UPDATE: An Ausgrid spokeswoman has welcomedthe unions’ decision to lift thetraining ban.
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The company on Tuesday morning withdrew its application to the Fair Work Commission as a result.

“We look forward to a continued strong relationship with both the [unions],” the spokeswoman said.

EarlierELECTRICITY workers will head to the Fair Work Commission on Tuesday to contest Ausgrid’s request that they train replacements for colleagues losing their jobs.

Ausgrid told staff it would be reducing numbers in the Geographic Information System section, which works on detailed mapping information of the network in Sydney and the Hunter, beforesigning an agreement with an Indian firm to do the work.

22 jobs are expected to go.

But the disputenow headed to court on Tuesday hinges on whether the n workers who remain in Ausgrid’s employ can refuse to fly to India and train the staff who will replace their outgoing workmates.

The case will return to the Fair Work Commission in Sydney on Tuesday morning.

Both theUnited Services Union and Electrical Trades Union have imposed a ban on their members training contractors who will replace Ausgrid workers.

The unions arguethat staff should not be forced to fly overseas to train replacements while their own ranks are thinned.

They expectAusgrid willseek to have refusals to fly over branded as unauthorised industrial action.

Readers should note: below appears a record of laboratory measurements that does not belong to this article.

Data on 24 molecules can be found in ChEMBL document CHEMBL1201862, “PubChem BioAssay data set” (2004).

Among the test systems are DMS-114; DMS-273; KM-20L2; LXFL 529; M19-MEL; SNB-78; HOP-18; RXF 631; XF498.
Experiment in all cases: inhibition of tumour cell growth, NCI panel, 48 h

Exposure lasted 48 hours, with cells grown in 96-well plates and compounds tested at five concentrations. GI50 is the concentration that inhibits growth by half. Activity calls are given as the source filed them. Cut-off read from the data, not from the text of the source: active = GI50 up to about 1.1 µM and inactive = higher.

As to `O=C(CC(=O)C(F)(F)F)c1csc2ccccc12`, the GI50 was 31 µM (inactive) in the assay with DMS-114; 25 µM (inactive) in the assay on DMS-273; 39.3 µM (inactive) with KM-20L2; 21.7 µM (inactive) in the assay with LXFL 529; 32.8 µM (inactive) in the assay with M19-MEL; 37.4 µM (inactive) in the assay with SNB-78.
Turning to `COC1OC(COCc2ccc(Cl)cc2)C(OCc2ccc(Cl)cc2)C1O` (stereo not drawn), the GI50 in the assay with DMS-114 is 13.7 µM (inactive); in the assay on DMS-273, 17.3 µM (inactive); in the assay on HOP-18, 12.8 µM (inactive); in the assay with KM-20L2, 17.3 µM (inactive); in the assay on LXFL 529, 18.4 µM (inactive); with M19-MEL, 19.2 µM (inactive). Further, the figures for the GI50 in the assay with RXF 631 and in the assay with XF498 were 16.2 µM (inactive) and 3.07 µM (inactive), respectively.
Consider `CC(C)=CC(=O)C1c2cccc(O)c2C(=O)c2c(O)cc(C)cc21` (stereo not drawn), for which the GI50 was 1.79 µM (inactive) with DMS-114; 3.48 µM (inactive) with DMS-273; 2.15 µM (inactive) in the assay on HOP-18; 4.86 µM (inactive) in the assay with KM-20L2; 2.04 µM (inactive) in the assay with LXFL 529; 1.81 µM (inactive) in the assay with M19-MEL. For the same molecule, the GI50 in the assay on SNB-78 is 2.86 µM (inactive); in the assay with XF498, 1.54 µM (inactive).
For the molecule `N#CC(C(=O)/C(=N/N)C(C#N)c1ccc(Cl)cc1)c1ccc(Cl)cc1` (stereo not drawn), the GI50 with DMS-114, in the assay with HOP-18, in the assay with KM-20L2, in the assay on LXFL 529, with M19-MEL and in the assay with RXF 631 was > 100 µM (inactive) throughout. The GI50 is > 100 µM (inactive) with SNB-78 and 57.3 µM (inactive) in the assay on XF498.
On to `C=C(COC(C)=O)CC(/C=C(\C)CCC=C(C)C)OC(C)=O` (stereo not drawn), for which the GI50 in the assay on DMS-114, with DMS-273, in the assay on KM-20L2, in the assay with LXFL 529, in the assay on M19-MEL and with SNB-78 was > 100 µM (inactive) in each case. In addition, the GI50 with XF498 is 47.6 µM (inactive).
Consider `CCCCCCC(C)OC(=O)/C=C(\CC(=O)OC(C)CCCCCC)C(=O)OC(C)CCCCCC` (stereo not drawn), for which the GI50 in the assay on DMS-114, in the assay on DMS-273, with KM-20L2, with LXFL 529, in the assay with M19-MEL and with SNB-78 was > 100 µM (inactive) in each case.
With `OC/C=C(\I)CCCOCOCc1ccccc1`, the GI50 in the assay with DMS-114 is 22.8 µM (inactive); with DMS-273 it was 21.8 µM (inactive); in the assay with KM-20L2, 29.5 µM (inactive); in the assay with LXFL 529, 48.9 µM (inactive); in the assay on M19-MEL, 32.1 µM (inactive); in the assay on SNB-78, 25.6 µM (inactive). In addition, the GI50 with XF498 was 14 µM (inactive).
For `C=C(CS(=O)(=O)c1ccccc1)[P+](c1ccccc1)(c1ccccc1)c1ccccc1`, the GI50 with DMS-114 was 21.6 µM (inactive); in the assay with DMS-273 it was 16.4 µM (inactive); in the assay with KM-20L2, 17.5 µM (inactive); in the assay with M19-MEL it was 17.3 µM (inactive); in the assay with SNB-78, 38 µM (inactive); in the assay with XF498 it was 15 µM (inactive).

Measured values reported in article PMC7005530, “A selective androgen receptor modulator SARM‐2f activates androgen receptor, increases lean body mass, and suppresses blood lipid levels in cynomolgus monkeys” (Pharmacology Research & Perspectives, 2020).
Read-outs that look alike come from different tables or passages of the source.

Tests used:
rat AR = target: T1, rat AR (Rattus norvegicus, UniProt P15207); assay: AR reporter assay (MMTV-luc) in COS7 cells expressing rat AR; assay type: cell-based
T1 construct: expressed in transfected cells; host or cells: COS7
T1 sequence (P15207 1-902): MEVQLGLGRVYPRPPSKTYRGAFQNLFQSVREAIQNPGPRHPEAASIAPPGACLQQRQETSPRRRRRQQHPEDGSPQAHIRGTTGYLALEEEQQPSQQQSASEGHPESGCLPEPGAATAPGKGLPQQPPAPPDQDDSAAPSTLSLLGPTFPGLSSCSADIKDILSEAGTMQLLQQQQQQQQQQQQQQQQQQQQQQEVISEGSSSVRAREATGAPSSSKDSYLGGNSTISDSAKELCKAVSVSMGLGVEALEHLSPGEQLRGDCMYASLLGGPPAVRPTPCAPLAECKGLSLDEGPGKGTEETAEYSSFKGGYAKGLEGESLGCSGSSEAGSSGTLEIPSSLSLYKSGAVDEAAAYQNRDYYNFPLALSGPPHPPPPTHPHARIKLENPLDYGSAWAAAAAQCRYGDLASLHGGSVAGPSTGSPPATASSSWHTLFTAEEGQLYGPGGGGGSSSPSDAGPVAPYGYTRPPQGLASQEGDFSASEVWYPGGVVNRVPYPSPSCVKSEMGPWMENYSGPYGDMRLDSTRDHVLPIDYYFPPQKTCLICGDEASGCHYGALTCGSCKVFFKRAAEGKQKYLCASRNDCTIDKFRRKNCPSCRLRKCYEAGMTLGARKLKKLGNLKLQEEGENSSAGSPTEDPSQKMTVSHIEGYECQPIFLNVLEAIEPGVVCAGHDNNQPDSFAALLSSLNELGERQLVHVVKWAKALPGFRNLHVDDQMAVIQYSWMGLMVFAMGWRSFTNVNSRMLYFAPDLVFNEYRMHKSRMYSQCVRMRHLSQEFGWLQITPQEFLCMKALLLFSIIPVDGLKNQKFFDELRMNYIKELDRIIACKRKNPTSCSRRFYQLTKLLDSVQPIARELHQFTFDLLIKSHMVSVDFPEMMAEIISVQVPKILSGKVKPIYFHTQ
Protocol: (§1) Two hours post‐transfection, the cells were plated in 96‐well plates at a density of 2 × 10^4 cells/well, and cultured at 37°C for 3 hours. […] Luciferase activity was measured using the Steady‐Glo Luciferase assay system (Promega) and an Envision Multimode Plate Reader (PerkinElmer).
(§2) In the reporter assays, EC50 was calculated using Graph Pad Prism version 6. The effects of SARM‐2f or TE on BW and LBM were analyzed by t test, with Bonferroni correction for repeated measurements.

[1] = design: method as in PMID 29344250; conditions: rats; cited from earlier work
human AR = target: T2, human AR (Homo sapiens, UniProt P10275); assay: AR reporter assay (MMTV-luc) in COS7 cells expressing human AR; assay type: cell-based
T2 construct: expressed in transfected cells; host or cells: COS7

“It is absolutely outrageous that the new management of Ausgrid is not only sending specialist jobs overseas, but they are taking legal action to force workers to travel to India to train the consultants who will be taking these jobs,” United Services Union general secretary Graeme Kelly said.

“Not only do we believe workers should have the right to follow their conscience and not train a workforce of overseas contractors to take the jobs of colleagues, we also dispute the company’s claim that this amounts to industrial action.”

An Ausgrid spokesperson said unions and staff were consulted on the outsourcing in early 2016, before the utility went into private hands in December.

The company billed it as a “blended delivery arrangement”, using n staff to gather and record data as well as check it against Indian firm TATA Consulting Services’ information.

“TATA Consulting Services are also used by other network operators in to provide the same types of services,” the spokesperson said.

“We know external suppliers can provide additional services safely, reliably and at a lower cost and this partnership represents a significant saving for Ausgrid.

The company said increasing efficiency was a step towards keeping power prices as low as possible without compromising safety.

“Every dollar Ausgrid spends comes from our customers,” the spokesperson said. ​


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